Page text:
The judge could have reasonably inferred from the evidence that the defendant partnered with Marrero to sell the fifty counterfeit pills to Detective Bonanca. The deal Detective Bonanca struck prior to the sale was for two free pills to be included in the larger purchase of fifty pills. The two free pills were thus part and parcel of the larger transaction. The defendant's role in facilitating the transfer of the two pills from the glove compartment, which contained numerous other pills, allowed for the inference that he had knowledge of the inventory and the authority to select which items to sell. Further militating against the defendant's claimed ignorance was the
discovery of the buy money on his person following his arrest and, after the car chase, his frantic phone call to the residence out of which the ecstasy ring was operating. Indeed, from the mere fact that the defendant was a seller of drugs, the judge, as finder of fact, could properly draw the inference that the defendant knew what he was selling. The judge was not required to credit the defendant's attempt to minimize his involvement in the transaction. [Note 9] See ibid. The cumulative weight of the evidence, together with all reasonable inferences therefrom, was sufficient to establish the defendant's knowledge.
The judge properly denied the defendant's motion for a required finding of not guilty on both distribution charges.
[Note 1] We reserve reference to certain facts for our discussion of the issues.
[Note 2] These fifty pills were later certified by the State Laboratory as not containing illegal narcotics, leading to the defendant's conviction on the charge of distribution of a counterfeit substance.
[Note 3] The defendant was convicted of distribution of ecstasy in connection with this transaction.
[Note 4] According to Detective Bonanca, the second pill was likely destroyed during the analysis conducted by the State police.
[Note 5] As the Commonwealth correctly argues, the rescript opinion cited by the defendant, Commonwealth v. Senbatu, 38 Mass. App. Ct. 904 (1995), concerns neither authentication of evidence nor chain of custody and is inapposite to this case.
Additionally, the inventory list on the March 22, 2001, evidence envelope is of no help to the defendant. It can be reasonably inferred from the descriptive nature of the inventory that only two pills in the envelope were marked with any kind of "K" inscription and that, therefore, the pills listed on the envelope as "KO" were the same two pills that Detective Bonanca testified to receiving on March 22.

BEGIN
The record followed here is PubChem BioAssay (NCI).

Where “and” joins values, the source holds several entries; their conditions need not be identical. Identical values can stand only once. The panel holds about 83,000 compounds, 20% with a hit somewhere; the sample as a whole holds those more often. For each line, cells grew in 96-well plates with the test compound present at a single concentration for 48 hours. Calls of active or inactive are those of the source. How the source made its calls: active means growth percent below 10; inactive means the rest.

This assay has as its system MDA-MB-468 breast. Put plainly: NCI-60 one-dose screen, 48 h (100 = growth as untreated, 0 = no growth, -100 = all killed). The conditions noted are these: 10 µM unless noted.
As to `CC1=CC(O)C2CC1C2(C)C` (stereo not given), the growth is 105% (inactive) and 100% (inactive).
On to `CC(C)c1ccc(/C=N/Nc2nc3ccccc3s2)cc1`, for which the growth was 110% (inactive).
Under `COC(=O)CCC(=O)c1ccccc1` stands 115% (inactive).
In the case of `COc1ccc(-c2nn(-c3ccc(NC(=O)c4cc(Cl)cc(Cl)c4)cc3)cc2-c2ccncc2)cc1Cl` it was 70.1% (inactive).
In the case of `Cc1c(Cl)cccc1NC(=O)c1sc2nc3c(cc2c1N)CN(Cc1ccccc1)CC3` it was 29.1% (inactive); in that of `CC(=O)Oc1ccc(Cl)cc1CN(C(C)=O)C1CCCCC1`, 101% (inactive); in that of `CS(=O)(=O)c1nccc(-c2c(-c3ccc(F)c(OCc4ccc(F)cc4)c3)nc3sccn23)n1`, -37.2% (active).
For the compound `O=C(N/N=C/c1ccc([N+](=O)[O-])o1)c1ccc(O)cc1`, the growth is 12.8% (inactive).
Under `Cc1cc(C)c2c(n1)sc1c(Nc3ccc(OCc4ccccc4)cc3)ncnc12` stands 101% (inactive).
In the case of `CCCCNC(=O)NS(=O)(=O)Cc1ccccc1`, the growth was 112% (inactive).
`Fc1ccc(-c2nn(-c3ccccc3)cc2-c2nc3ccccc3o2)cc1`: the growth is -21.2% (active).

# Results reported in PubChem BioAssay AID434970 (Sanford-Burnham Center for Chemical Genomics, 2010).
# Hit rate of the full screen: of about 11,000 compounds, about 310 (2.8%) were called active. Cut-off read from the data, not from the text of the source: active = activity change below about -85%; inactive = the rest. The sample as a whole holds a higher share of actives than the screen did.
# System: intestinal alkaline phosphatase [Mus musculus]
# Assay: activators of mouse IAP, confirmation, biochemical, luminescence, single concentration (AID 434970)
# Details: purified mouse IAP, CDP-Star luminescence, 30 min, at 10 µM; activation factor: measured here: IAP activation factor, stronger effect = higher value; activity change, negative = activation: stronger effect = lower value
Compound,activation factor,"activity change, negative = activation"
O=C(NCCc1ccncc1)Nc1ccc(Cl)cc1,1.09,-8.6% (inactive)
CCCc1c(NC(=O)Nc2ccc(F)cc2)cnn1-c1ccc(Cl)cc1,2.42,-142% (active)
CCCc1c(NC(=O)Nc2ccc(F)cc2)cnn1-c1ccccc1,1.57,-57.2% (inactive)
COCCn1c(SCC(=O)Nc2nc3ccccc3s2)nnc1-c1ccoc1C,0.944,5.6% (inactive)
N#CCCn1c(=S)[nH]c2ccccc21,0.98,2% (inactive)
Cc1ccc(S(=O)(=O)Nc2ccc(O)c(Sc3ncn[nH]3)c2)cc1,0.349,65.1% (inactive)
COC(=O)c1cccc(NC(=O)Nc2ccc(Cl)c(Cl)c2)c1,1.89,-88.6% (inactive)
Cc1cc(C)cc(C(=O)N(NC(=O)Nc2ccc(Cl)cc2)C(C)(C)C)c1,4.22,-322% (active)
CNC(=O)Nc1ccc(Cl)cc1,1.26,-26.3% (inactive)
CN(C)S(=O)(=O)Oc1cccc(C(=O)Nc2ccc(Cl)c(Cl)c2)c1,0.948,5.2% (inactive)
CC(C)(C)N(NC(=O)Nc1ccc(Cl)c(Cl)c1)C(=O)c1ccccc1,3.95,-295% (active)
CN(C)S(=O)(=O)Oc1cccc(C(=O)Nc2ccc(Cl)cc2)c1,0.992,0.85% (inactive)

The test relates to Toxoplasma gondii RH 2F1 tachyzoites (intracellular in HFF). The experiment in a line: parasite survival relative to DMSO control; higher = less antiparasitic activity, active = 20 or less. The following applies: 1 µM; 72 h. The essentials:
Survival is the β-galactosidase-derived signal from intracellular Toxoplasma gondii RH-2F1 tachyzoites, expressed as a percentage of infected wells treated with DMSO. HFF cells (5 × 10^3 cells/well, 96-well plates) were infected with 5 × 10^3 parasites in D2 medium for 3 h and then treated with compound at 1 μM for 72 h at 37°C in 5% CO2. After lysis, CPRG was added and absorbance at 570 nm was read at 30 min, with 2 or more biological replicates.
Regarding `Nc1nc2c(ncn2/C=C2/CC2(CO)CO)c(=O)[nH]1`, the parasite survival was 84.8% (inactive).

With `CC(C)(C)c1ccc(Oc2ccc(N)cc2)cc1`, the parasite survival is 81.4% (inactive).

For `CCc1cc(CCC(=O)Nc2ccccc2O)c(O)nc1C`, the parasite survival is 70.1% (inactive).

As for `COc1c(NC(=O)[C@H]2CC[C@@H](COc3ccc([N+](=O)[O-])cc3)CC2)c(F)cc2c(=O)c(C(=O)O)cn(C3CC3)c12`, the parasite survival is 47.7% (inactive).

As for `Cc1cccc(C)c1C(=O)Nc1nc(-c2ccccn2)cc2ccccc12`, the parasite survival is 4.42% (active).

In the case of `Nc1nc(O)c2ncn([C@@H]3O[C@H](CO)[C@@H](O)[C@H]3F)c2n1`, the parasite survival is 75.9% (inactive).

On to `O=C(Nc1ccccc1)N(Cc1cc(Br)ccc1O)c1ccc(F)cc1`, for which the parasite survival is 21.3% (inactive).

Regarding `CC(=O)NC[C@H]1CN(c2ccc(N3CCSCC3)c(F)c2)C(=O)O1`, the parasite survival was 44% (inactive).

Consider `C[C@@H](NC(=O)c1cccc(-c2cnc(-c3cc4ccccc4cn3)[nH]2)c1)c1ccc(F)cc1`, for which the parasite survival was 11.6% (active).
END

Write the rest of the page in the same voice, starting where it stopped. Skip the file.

[Note 6] General Laws c. 94C, § 32G, as appearing in St. 1982, c. 650, § 13, provides, "Any person who knowingly or intentionally creates, distributes, dispenses or possesses with intent to distribute or dispense a counterfeit substance shall be punished by imprisonment in a jail or house of correction for not more than one year or by a fine of not less than two hundred and fifty nor more than two thousand and five hundred dollars, or both such fine and imprisonment."
[Note 7] One way of proving joint venture is to establish that a defendant was " (1) present at the scene of the crime, (2) with knowledge that another intends to commit the crime or with intent to commit a crime, and (3) by agreement is willing and available to help the other if necessary." Commonwealth v. Ortiz, 424 Mass. 853 , 856 (1997), quoting from Commonwealth v. Longo, 402 Mass. 482 , 486 (1988).
[Note 8] At any rate, as will be referenced in our discussion of the defendant's knowledge, the evidence warrants a finding that the defendant was present during the sale in question and that he was an active participant in the transaction.
[Note 9] Nor was the judge required to accept the defendant's argument that the knowing sale of counterfeit ecstasy pills was counterintuitive because it was bad for business in the long run.